There has never been a time in human history when there are so many opportunities to share the Good News, so many young people recently born who need to hear, and so many questions that people are asking about themselves, their future and about their wider world. 

Here are 7 dimensions that will shape these exciting FUTURES:

F – Fast

U – Urban

T – Tribal

U – Universal

R – Radical

E – Ethical

S – Spiritual


Our increasingly joined-up world will create more uncertainties as events in one place trigger other events.  The days of having only one strategy are over.  We need to plan flexibly, taking every opportunity for the Kingdom.

Part of the speed of global change is the astonishing rise of Asia — 40% of the global economy by 2015.  This will be a massive psychological adjustment for many in developed nations over the next 15-20 years.

At the same time, the faster our world changes, the more people crave things which do not change, whether protecting a beautiful view from developers, or seeking the sanctuary of a Cathedral in which prayers have been said every day for over 1,000 years.  Jesus Christ is the same yesterday, today, and forever.


Urbanisation and related issues, such as demographics, will profoundly shape our world and mission over the next 30-50 years.  One billion children are alive today — more than ever in human history– all of whom will be adults by 2030, and at the same time 1 billion people will be over 50 in 10 years’ time.

Over 750 million people will migrate from rural areas into cities in the next decade, most of whom will exist at first in informal, slum dwellings, on the edge of megacities, or in small pockets of land within them.

This migration has left behind old patterns of mission in developing nations, often concentrated around hospitals in remote areas.

New missions will be needed in megacities, in densely inhabited districts with highly mobile populations of people who have lost many cultural roots.

In some countries like Germany and Russia, on current trends, 8 great-grandparents will be needed to produce a single great-grandchild.  Either couples need to start having larger families again, or communities will need to encourage large-scale immigration, or populations will fall.  We can expect large migrations — as in the UK, where we have seen rapid expansion of ethnic churches, whether Korean, or Polish, or Nigerian.  Each migration is creating new mission opportunities.1


Tribalism is the most powerful human force on earth.  God loves tribes.  In a sense every family or community is a tribe; every brand or team creates a tribe; and every church can be a tribe of tribes — with different cells, activity groups and so on.

While human beings have an in-built need to belong, we are also witnessing break-down of traditional families on a worrying scale.  The majority of children in some nations are now born out of marriage, often with no biological father living at home.

Destruction of families is creating huge emotional voids, with people searching for new forms of family.  Churches which offer a sense of family, home groups, and so on, will find routes to growth.

Tribalism can lead to intolerance, sectarianism, extreme nationalism, and worse — and prominent Christians will continue to have a growing role as peacemakers.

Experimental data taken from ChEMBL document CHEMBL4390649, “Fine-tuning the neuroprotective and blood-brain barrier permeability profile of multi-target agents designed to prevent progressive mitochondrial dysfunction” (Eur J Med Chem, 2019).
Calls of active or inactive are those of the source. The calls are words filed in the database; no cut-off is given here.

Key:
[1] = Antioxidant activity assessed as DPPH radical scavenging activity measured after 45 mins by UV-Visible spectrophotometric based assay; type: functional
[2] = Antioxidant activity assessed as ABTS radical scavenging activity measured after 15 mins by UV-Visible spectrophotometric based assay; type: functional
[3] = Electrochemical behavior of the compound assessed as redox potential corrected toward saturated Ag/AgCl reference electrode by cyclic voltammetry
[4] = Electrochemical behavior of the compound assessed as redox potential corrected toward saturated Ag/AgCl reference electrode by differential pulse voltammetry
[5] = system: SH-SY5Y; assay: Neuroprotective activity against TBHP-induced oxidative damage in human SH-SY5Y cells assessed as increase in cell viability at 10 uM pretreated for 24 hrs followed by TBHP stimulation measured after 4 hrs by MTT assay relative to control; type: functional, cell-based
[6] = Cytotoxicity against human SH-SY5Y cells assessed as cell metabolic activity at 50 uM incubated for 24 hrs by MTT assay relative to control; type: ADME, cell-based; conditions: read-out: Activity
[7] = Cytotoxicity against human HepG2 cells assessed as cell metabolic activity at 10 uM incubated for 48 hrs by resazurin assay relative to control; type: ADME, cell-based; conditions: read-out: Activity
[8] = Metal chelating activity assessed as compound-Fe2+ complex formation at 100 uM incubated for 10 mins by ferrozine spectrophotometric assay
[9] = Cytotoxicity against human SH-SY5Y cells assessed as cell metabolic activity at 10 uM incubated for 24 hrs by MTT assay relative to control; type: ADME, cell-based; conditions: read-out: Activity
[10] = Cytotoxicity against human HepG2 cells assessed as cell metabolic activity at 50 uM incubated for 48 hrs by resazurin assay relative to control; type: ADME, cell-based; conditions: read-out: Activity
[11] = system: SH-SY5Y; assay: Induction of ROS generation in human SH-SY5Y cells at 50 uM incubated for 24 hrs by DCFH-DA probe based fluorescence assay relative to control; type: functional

The opposite of Tribalism is Universalism or globalisation.  The result can be found in the ubiquity of English language, McDonald’s restaurants, and the same worship songs everywhere — but with catastrophic loss of culture, identity, language, and local history.

Globalisation will be an unstoppable, ever-stronger force, balancing tribalism in many places, shrinking our world, weaving together national interests in clusters of new trading alliances and partnerships.  And the more globalised the world is, the more tribalised people will naturally want to be.

A key driver of this Universalism will be our web-enabled and increasingly mobile phone-dominated world, with 70% of human beings already using wireless technologies to communicate at the speed of light.

Digital technology is a major threat to totalitarian power; so we can expect dictators to make greater efforts to control it.  It will also present growing opportunities to reach and influence people in new ways.2


Some parts of our world will become more polarized, politically and spiritually.  The church can expect new Christian groups to emerge that follow very strict teachings, which seem to embrace elements of historic puritanism, as a mirror to Islamic fundamentalism.  Such groups will be viewed by many older Christians as divisive, deluded, dangerous, and destructive, but could create some of tomorrow’s most vibrant and effective missionary movements.  Local tensions between Christians and Muslims will continue to dominate headlines in nations like Nigeria.

Our world will increasingly be looking for radical answers to urgent challenges of sustainability:  how do we support aspirations of up to 9 billion people, in a way which protects future generations?  We can expect rapid innovations to provide solutions to many of these challenges in an affordable way, part of a US$40 trillion green tech boom.


Every crisis or leadership scandal will raise further urgent questions about values and morality.  This questioning will take place in governments, board rooms, leadership teams, and church denominations.  Once again, there will be huge opportunity for those of faith.

People may not love our God but they often love our values; for example, behave honestly, work hard, look after your neighbour, be a good citizen.

Many of the most pressing ethical challenges we will face will be in life-sciences.  They will include ways to keep people alive or to shorten life, artificial ways to create new human beings, or use of tissue from the unborn in treating disease.